Mac Jones isn't the best Rookie of the Year candidate after two weeks. He's just about the only Rookie of the Year candidate after two weeks.
Jones is +350 to win the OROY Award, which may be evidence of how lukewarm both the house and the public are about this year's rookies thus far. That moneyline might appeal to Patriots homers enamored with the adorable lad in the Tom Brady pajamas, but there's neither enough sizzle around Jones nor enough meat on that bone for the rest of us.
Trevor Lawrence is sitting at +550, which feels like a shoulder-shrug of a number: why fiddle with it if no one is playing it? Justin Fields sat at +600 on Tuesday while the world tried to interpret Matt Nagy's mutterings about the Bears quarterback situation. Fields is a smarter play at that moneyline than Jones or Lawrence. If the award comes down to "which quarterback rides his defense to the most victories?" Jones has the edge. But if the determining factor is "who made the most splash plays in low-scoring victories?" Fields has both an edge and a superior payout.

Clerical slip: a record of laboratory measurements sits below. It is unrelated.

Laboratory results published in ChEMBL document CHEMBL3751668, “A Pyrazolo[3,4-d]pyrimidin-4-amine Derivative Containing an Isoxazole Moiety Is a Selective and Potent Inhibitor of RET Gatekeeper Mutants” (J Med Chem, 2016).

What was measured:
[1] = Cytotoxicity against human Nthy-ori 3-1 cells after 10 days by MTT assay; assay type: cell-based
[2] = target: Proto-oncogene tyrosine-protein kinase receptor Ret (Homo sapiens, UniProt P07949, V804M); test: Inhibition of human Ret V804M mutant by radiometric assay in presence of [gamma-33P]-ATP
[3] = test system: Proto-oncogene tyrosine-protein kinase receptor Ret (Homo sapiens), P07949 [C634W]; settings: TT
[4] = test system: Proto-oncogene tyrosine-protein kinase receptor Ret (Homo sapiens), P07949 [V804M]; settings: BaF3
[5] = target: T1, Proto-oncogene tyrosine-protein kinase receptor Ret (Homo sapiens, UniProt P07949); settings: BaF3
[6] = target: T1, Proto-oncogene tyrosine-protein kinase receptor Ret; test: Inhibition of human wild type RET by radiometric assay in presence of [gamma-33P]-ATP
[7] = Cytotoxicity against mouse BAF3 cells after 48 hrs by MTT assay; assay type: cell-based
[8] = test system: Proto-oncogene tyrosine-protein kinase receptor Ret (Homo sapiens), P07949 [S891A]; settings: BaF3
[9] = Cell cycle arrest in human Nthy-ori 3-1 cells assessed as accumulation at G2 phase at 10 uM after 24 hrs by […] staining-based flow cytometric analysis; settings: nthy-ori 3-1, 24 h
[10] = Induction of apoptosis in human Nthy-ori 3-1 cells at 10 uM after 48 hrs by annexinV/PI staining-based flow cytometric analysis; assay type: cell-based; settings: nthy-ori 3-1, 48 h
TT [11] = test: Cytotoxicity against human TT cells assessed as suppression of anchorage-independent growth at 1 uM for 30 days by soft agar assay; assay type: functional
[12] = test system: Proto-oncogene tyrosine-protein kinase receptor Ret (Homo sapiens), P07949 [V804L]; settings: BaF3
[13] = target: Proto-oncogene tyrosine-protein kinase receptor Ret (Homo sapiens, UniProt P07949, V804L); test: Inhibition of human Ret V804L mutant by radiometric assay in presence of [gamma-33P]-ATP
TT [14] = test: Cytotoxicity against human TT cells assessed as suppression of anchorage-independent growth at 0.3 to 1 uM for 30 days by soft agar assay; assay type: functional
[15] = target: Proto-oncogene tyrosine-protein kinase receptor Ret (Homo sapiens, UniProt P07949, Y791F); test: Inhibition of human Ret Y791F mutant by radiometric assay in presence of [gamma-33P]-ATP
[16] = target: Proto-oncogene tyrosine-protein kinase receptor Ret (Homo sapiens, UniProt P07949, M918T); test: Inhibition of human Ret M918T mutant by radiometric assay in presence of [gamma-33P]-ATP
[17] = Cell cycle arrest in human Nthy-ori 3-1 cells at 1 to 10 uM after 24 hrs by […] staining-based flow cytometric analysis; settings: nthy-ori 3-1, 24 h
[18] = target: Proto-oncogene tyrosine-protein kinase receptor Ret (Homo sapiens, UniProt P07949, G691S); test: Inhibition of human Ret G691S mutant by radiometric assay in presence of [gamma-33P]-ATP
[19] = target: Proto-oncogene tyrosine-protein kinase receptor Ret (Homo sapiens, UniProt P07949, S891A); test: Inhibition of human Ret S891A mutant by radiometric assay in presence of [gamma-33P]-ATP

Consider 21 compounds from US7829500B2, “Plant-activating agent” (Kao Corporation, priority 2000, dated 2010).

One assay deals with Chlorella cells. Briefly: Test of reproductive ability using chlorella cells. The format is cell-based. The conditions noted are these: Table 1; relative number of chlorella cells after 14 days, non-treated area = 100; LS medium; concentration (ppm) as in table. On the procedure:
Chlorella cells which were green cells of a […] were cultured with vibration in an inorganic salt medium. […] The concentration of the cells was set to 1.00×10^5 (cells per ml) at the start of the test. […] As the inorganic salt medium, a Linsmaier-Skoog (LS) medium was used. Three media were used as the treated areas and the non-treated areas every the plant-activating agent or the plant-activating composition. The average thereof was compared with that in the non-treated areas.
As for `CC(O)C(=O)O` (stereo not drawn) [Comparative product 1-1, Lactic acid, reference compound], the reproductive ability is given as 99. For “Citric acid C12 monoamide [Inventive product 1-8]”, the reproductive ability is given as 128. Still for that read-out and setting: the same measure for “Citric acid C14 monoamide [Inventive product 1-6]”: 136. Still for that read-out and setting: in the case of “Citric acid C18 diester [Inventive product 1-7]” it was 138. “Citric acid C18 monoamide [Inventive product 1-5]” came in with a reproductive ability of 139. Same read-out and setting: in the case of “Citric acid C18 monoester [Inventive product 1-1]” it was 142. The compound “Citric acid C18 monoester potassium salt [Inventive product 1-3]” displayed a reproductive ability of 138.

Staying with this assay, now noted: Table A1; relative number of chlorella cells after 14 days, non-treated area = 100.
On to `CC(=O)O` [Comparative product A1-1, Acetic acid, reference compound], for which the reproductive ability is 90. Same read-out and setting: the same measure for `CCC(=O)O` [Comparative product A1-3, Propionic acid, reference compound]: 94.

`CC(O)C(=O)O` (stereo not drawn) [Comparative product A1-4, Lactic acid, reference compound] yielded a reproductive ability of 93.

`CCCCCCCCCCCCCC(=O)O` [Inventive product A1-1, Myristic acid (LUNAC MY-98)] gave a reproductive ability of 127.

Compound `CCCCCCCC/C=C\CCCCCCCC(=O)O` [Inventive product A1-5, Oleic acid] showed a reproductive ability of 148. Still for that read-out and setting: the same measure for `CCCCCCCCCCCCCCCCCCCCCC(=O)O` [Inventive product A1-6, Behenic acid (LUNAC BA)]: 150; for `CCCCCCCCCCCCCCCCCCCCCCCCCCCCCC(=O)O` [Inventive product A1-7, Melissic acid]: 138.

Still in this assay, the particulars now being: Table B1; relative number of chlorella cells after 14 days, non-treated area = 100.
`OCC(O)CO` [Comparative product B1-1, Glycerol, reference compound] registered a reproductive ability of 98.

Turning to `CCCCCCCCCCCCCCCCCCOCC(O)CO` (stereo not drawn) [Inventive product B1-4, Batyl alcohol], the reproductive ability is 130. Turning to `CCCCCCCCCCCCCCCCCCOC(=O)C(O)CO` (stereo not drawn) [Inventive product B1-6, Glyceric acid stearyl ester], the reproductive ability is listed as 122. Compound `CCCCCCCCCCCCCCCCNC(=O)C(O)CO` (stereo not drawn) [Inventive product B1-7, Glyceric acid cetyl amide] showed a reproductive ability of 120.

Trey Lance's chance at OROY decreases every time Jimmy Garoppolo hands off for a 10-yard gain. Lance is now at +1000, while 49ers rookie running backs Elijah Mitchell and Trey Sermon are at +2000 and +5000. Look for Shanahan to deliver the triple knockout to all three rookies by rotating Mitchell and Sermon with JaMycal Hasty and Trenton Cannon in a way that keeps Garoppolo viable as a starter. (Also, both Mitchell and Sermon were banged up against the Eagles).
It's worth noting here that Lamar Jackson didn't receive a single vote when he came off the bench to lead the Ravens to a 6-1 record and a playoff berth down the stretch in 2018. Even Quenton Nelson earned a pair of votes that year! Voters are likely to make up their minds over the next month or so, then become too busy with other football matters to change them.
Najee Harris is intriguing at +800. His 83 rushing yards and 3.2 yards per rush after two games are unimpressive, but backup Benny Snell has rushed just twice, and Harris was 5-43-1 as a receiver against the Raiders. Eddie Lacy won OROY by grinding out high-volume production for an 8-7-1 Packers team in 2014, and it's easy to picture Harris following a similar path if the rookie quarterback race never materializes. If I felt compelled to place a bet, it would be on Harris.